The term "Mormon" is generally disfavored by other denominations of the Latter Day Saint movement, such as the Community of Christ, which have distinct histories from that of the LDS Church since Smith's death in 1844. Please see the talk page for this article and the "See also" list before adding content or adding a hyphen to Latter Day Saint Preparation for succession See also Succession crisis (Mormonism Joseph's brother Hyrum Smith, the Assistant President of the Church, was
The terms "Mormon" and "Mormonite" were first used in the 1830s as pejoratives to describe those who followed Joseph Smith and believed in the divine origin of the Book of Mormon. Words and phrases are pejorative if they imply disapproval or contempt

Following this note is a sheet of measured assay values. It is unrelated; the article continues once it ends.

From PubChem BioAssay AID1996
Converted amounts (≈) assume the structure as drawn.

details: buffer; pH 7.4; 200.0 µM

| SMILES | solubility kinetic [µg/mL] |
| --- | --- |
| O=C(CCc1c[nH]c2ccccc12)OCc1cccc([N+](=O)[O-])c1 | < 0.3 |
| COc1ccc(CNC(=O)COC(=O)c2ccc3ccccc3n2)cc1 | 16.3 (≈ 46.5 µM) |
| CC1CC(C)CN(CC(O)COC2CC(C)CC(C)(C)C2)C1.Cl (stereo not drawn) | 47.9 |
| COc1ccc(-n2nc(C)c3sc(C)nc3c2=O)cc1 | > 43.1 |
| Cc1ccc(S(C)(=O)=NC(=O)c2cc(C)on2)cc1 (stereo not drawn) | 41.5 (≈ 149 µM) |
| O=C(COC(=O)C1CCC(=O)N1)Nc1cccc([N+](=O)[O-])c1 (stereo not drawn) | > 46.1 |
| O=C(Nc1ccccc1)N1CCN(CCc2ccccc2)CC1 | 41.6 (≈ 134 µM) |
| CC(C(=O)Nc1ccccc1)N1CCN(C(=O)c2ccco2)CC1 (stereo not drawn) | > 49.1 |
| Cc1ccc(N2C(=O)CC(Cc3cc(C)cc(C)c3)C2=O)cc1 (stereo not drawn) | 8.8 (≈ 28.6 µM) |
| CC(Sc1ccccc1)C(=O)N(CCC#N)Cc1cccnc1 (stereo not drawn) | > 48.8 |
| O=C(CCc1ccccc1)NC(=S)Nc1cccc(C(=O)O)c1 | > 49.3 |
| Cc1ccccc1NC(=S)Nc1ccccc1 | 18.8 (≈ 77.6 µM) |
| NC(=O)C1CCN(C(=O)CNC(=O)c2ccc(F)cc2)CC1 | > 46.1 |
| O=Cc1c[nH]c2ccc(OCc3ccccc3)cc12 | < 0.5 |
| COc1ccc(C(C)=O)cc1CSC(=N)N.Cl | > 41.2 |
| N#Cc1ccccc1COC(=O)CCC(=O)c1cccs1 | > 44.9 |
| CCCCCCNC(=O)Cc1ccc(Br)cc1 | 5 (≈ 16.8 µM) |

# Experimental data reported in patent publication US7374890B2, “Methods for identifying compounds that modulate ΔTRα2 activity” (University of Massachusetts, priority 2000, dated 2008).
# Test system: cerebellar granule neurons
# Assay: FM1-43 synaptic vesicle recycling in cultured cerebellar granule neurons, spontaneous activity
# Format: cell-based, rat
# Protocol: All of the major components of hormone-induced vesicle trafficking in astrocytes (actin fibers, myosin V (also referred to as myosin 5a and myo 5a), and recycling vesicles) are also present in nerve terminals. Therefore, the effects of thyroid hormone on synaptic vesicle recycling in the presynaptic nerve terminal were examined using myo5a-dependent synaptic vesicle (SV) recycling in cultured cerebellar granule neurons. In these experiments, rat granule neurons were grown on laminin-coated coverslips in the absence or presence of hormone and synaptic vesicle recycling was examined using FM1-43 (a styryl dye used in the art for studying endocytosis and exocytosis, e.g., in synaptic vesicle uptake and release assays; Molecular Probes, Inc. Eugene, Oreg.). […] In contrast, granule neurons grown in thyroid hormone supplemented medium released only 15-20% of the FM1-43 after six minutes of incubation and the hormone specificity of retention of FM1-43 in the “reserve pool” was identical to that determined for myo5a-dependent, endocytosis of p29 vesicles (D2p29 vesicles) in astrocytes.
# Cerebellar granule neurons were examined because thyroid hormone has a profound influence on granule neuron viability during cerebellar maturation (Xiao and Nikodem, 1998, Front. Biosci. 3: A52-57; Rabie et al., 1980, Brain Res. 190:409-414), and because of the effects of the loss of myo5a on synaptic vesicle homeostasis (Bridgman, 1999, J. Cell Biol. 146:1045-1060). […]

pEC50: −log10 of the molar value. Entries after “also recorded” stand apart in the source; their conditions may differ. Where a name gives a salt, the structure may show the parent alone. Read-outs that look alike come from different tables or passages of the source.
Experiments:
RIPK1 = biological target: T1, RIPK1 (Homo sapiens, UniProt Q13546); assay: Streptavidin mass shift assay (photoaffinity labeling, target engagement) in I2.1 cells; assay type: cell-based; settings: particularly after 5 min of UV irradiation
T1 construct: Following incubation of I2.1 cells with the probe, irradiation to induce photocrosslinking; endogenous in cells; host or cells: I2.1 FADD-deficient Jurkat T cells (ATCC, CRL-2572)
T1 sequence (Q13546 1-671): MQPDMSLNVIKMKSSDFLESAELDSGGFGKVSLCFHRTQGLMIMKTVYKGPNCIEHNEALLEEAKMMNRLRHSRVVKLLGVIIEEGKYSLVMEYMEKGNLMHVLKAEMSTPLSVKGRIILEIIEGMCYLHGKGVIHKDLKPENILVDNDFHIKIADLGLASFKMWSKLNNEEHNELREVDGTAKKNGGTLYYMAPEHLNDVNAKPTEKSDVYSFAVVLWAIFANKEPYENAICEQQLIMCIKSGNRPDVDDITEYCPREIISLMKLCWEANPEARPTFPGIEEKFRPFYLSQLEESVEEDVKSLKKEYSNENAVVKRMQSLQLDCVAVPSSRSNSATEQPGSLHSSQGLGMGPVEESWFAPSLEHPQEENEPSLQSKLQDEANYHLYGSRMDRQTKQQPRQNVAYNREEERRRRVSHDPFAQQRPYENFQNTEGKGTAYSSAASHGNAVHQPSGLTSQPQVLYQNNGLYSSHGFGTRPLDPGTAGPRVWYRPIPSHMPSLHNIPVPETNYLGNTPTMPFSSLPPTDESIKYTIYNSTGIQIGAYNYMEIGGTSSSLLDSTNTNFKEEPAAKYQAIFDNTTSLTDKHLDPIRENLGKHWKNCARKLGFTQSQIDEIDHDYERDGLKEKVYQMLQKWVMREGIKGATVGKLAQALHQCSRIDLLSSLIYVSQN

The official name of the Salt Lake City, Utah-based church is The Church of Jesus Christ of Latter-day Saints. Salt Lake City is the Capital and the most populous city of the U The State of Utah (ˈjuːtɔː or) is a western state of the United States. The Church of Jesus Christ of Latter-day Saints is the fourth largest Christian denomination in the United States and the largest and most well-known While the term "Mormon Church" has long been attached to the church as a nickname, it is an unauthorized title, and its use is not encouraged by the church, although the use of "Mormon" in other contexts is not generally considered offensive and is commonly used by the church's members.  LDS leaders have encouraged members to use the church's full name to emphasize the church's focus on Jesus Christ. Jesus of Nazareth (7–2 BC / BCE —26–36 AD / CE)